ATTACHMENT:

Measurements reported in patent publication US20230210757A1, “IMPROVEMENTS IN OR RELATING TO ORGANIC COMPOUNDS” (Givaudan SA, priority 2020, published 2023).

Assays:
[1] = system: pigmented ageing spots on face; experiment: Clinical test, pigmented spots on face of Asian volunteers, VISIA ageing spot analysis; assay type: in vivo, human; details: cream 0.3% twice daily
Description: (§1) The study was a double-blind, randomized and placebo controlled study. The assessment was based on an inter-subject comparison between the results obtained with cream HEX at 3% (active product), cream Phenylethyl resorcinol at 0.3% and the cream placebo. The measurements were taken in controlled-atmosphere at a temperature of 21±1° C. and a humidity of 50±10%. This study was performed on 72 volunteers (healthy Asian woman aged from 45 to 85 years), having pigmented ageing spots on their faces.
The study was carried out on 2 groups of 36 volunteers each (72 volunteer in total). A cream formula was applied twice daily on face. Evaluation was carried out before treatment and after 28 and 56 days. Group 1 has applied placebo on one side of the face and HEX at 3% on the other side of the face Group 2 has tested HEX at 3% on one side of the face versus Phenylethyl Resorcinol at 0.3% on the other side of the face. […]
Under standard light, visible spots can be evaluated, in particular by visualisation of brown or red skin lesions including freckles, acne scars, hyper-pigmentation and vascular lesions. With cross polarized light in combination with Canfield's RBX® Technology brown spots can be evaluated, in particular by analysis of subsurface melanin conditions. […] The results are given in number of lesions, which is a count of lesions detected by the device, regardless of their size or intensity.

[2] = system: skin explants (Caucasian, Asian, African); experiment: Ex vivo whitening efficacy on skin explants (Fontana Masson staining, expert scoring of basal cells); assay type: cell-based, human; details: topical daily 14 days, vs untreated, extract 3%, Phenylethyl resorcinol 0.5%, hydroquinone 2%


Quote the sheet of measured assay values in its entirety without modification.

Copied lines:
Measurements reported in patent publication US20230210757A1, “IMPROVEMENTS IN OR RELATING TO ORGANIC COMPOUNDS” (Givaudan SA, priority 2020, published 2023).

Assays:
[1] = system: pigmented ageing spots on face; experiment: Clinical test, pigmented spots on face of Asian volunteers, VISIA ageing spot analysis; assay type: in vivo, human; details: cream 0.3% twice daily
Description: (§1) The study was a double-blind, randomized and placebo controlled study. The assessment was based on an inter-subject comparison between the results obtained with cream HEX at 3% (active product), cream Phenylethyl resorcinol at 0.3% and the cream placebo. The measurements were taken in controlled-atmosphere at a temperature of 21±1° C. and a humidity of 50±10%. This study was performed on 72 volunteers (healthy Asian woman aged from 45 to 85 years), having pigmented ageing spots on their faces.
The study was carried out on 2 groups of 36 volunteers each (72 volunteer in total). A cream formula was applied twice daily on face. Evaluation was carried out before treatment and after 28 and 56 days. Group 1 has applied placebo on one side of the face and HEX at 3% on the other side of the face Group 2 has tested HEX at 3% on one side of the face versus Phenylethyl Resorcinol at 0.3% on the other side of the face. […]
Under standard light, visible spots can be evaluated, in particular by visualisation of brown or red skin lesions including freckles, acne scars, hyper-pigmentation and vascular lesions. With cross polarized light in combination with Canfield's RBX® Technology brown spots can be evaluated, in particular by analysis of subsurface melanin conditions. […] The results are given in number of lesions, which is a count of lesions detected by the device, regardless of their size or intensity.

[2] = system: skin explants (Caucasian, Asian, African); experiment: Ex vivo whitening efficacy on skin explants (Fontana Masson staining, expert scoring of basal cells); assay type: cell-based, human; details: topical daily 14 days, vs untreated, extract 3%, Phenylethyl resorcinol 0.5%, hydroquinone 2%